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How can Cantonese preserve health after the Cold Dew?

2021-Oct-8       Source: newsgd.com

Today (October 8) is the first workday after the National Day holiday, and also is the beginning of Cold Dew, (Chinese: 寒露), the 17th solar term of the traditional Chinese lunar year.

Today (October 8) is the first workday after the National Day holiday, and also is the beginning of Cold Dew, (Chinese: 寒露), the 17th solar term of the traditional Chinese lunar year. Cold Dew is the first solar term with the word “cold”, which means that starting today, the temperature will gradually drop with dry weather and the Northern China will enter beautiful late autumn.

(Photo: Newsgd.com)

People living in Guangdong are also beginning to feel a slight sense of autumn. The changing weather conditions can easily cause colds, coughs, rhinitis and other diseases. Do you know how Cantonese people preserve their health without taking medicine after the Cold Dew? How smart locals adjust their dressing and eating habits according to different solar terms. Come and find the answer in the following posters.

1. Keep your feet and ankles warm

There is a Chinese saying that goes "Human's body cannot be exposed after the White Dew, while the feet cannot be exposed after the Cold Dew." It means that in colder days, people should pay more attention to keeping their feet warm, especially to preserve heat around the ankles. Here are two ways to keep your feet warm.

· Wear socks: Please do not wear sandals barefoot when you go out. Wear warm socks and wrap your ankles.

· Foot bath: Prepare a basin of warm water to soak your feet before going to bed. This method will help to drive away cold and prevent insomnia. Ordinary people can enjoy a foot bath once or twice a week of no more than 30 minutes each time.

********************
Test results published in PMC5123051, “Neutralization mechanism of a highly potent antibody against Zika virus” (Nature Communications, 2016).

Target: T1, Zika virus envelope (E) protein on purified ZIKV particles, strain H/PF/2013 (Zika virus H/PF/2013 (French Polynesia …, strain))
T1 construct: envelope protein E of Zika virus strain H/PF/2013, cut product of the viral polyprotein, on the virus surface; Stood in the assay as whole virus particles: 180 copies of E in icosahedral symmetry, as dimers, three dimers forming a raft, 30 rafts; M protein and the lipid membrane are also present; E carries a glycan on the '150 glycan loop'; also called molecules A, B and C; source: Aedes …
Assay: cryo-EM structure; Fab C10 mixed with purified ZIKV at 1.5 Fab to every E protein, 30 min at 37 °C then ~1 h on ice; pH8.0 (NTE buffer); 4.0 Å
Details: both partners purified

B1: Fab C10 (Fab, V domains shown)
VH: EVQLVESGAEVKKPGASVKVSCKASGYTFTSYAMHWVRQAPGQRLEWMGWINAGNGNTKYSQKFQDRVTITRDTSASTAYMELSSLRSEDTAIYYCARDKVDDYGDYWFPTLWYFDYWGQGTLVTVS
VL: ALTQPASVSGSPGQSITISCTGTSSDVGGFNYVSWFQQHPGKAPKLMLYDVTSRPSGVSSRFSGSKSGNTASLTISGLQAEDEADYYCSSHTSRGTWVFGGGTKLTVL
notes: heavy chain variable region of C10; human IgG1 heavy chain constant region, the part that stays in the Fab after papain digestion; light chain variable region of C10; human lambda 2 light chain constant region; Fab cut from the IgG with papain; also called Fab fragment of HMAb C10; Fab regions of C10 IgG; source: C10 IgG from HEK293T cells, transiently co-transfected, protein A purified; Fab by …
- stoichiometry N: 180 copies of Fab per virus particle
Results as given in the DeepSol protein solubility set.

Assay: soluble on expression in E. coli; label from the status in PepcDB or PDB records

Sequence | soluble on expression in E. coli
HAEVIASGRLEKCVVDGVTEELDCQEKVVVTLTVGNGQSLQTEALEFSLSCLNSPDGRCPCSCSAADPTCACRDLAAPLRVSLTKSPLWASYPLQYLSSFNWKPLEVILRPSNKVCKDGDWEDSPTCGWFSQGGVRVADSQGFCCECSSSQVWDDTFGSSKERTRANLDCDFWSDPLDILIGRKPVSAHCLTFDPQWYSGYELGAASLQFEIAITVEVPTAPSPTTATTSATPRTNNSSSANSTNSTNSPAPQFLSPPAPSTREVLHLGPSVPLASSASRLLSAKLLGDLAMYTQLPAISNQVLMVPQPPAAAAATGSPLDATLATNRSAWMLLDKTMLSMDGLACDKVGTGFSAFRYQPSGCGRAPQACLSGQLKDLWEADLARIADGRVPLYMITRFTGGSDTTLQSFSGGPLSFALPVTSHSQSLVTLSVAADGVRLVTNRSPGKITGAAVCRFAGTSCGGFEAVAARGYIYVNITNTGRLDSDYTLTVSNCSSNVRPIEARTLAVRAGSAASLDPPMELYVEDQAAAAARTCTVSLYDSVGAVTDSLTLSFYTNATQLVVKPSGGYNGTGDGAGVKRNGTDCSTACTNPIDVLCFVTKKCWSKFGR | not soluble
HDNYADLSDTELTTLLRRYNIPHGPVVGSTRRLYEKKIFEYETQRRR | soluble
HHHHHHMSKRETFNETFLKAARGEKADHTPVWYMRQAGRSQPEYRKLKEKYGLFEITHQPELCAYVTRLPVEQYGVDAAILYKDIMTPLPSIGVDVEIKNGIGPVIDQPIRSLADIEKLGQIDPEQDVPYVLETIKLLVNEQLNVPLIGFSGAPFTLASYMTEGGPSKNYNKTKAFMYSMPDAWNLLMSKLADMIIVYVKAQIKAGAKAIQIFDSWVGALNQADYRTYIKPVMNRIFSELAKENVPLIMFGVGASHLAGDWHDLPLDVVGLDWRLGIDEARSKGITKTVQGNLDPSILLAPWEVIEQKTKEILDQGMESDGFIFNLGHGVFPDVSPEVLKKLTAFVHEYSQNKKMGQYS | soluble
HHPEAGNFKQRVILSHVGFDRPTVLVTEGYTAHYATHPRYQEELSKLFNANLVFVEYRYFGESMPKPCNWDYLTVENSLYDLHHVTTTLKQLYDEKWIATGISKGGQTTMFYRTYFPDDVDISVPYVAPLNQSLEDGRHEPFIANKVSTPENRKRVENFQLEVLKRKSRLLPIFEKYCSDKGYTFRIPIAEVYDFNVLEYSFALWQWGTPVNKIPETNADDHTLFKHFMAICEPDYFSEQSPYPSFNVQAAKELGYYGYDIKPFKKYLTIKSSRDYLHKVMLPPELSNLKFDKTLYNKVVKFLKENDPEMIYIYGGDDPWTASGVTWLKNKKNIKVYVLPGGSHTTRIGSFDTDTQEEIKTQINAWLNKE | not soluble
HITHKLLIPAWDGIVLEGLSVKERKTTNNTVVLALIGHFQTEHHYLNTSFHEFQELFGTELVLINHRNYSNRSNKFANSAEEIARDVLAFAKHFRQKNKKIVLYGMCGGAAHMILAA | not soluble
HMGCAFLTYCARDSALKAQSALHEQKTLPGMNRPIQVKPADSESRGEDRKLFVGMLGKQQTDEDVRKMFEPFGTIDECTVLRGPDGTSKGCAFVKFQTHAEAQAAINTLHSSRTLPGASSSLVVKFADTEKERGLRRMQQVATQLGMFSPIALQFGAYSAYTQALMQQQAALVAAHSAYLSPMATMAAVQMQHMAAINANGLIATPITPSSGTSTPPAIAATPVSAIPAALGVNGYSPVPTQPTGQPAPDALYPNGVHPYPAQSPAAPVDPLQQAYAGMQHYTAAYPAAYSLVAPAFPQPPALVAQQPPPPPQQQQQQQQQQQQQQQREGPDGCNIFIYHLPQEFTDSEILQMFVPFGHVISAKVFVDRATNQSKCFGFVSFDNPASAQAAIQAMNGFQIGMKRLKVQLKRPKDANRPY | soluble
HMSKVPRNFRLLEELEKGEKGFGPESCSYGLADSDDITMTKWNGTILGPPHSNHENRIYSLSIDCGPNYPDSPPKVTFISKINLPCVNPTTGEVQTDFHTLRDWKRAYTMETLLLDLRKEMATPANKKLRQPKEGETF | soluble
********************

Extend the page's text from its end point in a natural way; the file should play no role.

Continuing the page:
Foot bath prescription: 10g dry rose, 30g jujube seed (酸枣仁), 30g Acorus tatarinowii (石菖蒲), 30g polygala root (远志). 

These medicinal materials can be purchased in any Chinese drugstore.

This treatment is most suitable for people with liver depression, blood deficiency, and insomnia.

2. Eat crabs

Cold Dew is the best season to eat crabs. Cantonese people usually choose the simplest cooking method—steamed crabs—to retain the most original flavor of crabs. Although it is tasty, people must be cautious when eating crabs.

· Don't eat too much crab. Because in traditional Chinese medical theory, crab is cold food. Eat too many crabs may hurt a human’s spleen and stomach.

· Don't eat dead crabs. It is easy to cause allergic reactions or food poisoning

· Don't eat crabs and persimmon together. It is easy to form gastric calculus, a stone in the stomach.

3. Eat porridge

Family feasts with various delicacies are inevitable during the National Day holiday. However, the overindulgence of food and drinks will clog the stomach and spleen. Cantonese people usually choose to drink tea and eat light meals after the holiday. When getting colder, a warm bowl of lily porridge is a good choice.

Lily porridge with yam and red dates

Materials: 100g yam, 10g lily, 2 pitted red dates, 10g fried barley, and 50g rice.

Method: Put all the ingredients in a pot, add 600 ml of water, and cook the porridge. Efficacy: tonifying the spleen and moistening dryness.

4. Drink tea

Orange peel tea

Materials: 2g dried orange peel, 2 smoked plum.

Method: Soak all the ingredients in hot water, drink 1 cup after a meal.

Efficacy: help digestion and clear damp

Author: Ariel

Posters: Mia

Editor: Will, Jerry

Editor: Ariel

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